Around that glorious year of 1766, a strange bedraggled man wandered into the Montenegrin village of Maini, just a stones throw from Budva on the Adriatic coast. Ordinary in practically every single way, concrete information about this man is difficult to find. He is simultaneously described as being of average height or short, of having a quite monumental monobrow or no remarkable facial features at all. The bugger’s real identity isn’t even known. So why is he here? Well, this unremarkable chap somehow managed to convince all of Montenegro that he was the dead leader of Russia and subsequently took over the Balkan state. This is the story of Šćepan Mali, or Stephen the Little.
Well, it’s barely his story, as it has already been established that we don’t really know anything about him. Steve arrived in Montenegro in 1766 as an alleged monk specialising in homeopathic medicine, and to make a living in such a field you needed to be all sorts of charismatic. Steven stayed with a chap called Marko Tanović, a respected man in the local area, and it was Tanović who began to series of events that would change everything in Montenegro.
It wasn’t exactly a series of events in truth, more of a ‘everyone was convinced of one thing and it all went from there’ sort of jobby. Tanović, for reasons that I’m sure will never ever be discovered, decided to try and convince the local people that Stephen was in fact Peter III of Russia. This was fairly difficult to believe, made harder by the fact that Peter III had been dead for four years by this point. Pete was a hugely unpopular former Russian emperor who had controlled the country for all of six months in 1762, couldn’t speak Russian and was assassinated by his wife Sophie, who you and I know as Catherine the Great.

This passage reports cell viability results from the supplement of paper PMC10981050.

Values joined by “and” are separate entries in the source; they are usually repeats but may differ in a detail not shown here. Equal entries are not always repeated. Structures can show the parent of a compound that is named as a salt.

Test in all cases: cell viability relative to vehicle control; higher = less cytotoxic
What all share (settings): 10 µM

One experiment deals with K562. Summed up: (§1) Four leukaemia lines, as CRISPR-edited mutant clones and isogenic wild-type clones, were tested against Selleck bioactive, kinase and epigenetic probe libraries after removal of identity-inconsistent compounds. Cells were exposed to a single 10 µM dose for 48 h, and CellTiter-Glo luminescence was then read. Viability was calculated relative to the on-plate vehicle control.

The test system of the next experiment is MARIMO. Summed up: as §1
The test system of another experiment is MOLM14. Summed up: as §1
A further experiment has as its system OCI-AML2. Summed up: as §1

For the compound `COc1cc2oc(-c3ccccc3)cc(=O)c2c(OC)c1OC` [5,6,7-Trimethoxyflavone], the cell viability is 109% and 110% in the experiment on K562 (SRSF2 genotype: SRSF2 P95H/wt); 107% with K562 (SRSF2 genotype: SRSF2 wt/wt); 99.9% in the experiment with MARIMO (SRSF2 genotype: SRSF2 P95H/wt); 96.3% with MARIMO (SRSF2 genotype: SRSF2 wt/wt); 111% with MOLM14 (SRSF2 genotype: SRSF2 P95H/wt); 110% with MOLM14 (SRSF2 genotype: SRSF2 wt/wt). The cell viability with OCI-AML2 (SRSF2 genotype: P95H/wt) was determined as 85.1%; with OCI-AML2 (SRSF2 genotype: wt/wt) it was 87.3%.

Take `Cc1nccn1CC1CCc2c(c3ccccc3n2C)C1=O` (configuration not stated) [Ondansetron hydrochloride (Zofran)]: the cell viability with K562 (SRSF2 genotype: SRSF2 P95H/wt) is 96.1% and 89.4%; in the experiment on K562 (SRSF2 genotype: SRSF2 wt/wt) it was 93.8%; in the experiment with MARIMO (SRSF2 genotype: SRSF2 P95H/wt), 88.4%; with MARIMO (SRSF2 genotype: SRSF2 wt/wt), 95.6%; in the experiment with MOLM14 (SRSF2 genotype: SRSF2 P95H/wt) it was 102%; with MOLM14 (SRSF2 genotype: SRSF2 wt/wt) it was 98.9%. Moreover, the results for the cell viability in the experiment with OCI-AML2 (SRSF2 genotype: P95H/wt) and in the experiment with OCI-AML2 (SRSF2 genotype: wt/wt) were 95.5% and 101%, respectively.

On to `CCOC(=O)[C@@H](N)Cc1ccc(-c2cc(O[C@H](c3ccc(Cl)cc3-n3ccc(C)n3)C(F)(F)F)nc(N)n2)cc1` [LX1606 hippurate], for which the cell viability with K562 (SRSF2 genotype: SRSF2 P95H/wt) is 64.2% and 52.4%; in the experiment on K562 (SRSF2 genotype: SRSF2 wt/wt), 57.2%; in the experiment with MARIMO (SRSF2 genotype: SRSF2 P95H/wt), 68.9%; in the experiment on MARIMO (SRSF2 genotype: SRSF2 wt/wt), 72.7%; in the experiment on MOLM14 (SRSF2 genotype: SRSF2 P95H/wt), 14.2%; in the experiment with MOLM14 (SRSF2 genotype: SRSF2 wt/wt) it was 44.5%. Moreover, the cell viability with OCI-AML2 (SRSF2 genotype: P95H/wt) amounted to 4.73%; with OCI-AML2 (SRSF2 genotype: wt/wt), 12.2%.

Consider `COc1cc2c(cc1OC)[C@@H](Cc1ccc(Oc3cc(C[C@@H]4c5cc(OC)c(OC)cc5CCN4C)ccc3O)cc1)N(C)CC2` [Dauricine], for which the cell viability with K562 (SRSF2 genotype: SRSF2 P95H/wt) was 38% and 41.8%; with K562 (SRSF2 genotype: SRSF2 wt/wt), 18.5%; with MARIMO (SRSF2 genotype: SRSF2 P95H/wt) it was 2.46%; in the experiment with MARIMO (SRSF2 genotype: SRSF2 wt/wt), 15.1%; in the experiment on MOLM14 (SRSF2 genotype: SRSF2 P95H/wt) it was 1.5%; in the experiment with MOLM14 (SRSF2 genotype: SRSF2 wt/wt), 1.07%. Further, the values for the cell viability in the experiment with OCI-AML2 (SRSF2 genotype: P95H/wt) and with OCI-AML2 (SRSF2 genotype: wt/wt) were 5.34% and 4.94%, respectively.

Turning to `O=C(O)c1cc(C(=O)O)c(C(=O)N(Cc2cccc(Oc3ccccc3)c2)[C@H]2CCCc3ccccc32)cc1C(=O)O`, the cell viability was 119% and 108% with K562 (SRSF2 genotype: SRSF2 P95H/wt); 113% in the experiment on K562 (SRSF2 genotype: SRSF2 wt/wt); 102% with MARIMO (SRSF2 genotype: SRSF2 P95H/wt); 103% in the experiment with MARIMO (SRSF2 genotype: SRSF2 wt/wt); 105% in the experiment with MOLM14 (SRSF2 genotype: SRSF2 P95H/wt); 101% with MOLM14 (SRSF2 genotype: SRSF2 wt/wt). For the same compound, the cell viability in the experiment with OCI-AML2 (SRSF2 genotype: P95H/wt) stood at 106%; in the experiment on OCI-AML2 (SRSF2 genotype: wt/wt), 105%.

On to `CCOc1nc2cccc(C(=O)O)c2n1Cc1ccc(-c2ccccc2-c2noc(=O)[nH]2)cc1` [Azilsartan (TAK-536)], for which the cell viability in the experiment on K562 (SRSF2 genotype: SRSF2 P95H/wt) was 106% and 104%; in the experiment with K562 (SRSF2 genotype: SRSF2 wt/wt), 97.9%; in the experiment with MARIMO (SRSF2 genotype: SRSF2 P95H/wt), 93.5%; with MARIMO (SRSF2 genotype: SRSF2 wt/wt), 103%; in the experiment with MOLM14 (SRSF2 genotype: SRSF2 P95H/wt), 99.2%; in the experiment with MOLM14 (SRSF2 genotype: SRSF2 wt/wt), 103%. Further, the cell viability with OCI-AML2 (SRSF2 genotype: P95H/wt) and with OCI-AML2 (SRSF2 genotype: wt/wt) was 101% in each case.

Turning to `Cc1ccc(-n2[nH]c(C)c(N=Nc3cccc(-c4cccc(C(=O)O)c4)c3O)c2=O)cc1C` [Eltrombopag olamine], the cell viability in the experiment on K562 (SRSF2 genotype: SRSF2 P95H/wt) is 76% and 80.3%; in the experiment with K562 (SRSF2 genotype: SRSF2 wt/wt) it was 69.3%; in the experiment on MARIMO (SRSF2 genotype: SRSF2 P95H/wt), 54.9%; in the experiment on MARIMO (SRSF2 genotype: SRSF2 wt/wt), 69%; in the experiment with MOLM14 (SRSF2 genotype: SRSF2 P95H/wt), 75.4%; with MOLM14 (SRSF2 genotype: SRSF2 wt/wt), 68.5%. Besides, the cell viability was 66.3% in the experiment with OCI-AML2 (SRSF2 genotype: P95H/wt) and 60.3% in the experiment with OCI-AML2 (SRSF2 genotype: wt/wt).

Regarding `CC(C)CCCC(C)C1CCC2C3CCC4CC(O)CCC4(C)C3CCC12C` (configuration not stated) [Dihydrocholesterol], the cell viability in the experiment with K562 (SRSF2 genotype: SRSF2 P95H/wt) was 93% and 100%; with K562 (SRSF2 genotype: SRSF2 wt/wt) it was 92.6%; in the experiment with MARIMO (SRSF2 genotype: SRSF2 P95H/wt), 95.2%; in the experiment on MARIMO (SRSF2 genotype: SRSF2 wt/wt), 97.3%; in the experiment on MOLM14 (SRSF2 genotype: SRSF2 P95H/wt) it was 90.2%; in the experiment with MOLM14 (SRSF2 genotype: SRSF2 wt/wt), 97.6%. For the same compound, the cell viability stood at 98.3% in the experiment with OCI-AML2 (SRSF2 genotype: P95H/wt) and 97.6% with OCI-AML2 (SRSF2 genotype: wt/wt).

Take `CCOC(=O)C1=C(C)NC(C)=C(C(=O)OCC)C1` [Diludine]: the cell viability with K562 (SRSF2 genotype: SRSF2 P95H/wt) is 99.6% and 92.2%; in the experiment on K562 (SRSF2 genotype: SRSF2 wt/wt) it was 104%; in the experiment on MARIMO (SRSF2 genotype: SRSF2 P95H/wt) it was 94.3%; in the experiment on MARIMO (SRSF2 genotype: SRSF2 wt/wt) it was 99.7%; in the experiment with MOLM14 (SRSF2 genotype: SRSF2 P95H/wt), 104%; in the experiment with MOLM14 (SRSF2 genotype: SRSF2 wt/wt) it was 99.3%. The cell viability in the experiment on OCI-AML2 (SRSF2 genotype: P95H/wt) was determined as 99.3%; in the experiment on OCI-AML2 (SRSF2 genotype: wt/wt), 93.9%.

Five individuals came forward claiming to be the dead emperor over the next few years, but only one of those went on to rule Montenegro for six years and that was our dear Steve the Little. Previous attempts to masquerade as the dead former leader of Russia usually ended up with limbs finding previously unimaginable directions to go in, followed by a rejection on a life extension. The tribal leaders of Montenegro were surprisingly easy to convince however, as many in the state believed Peter had managed to escape somehow and had a huge love for all things Russki. The rumour of the presence of the presumed-dead (and actually dead) Russian Emperor on Montenegrin soil spread fast, and the tribal assembly in Cetinje formally acknowledged his identity and proclaimed him the new ruler of the country.
Surprisingly, Stephen didn’t immediately jump at this chance. Instead, he refused to accept the position until the previously squabble-addicted tribal chiefs stopped their infighting. This was the final proof needed, and even the most cynical in Montenegro were convinced that they were in the presence of true royalty. One man found himself off the cynical scale however, as the old leader of Montenegro Vladika Sava wasn’t convinced and tried to tell folk that Stephen was a crook. I dare say those he tried to tell did some questionable motions with their hands before deciding house arrest at the Stanjevici monastery situated on the slopes of Mount Lovcen.
This judgment was fairly indicative of the rule of Šćepan Mali. The man was undeniably cruel, but overwhelming respected and efficient at the same time. The imposter used his cunning, diplomacy, and charisma to unite the previously tiff-obsessed Montenegrins as well as force the nation forward somewhat. Stevie Boy organised the very first census in the country in 1773, although I dare say it was taken about as seriously as Vladika Sava. Mr. Mali also built roads, which are useful. In truth, his efficiency and competence as a leader was probably the most damning piece of evidence against him being Peter III.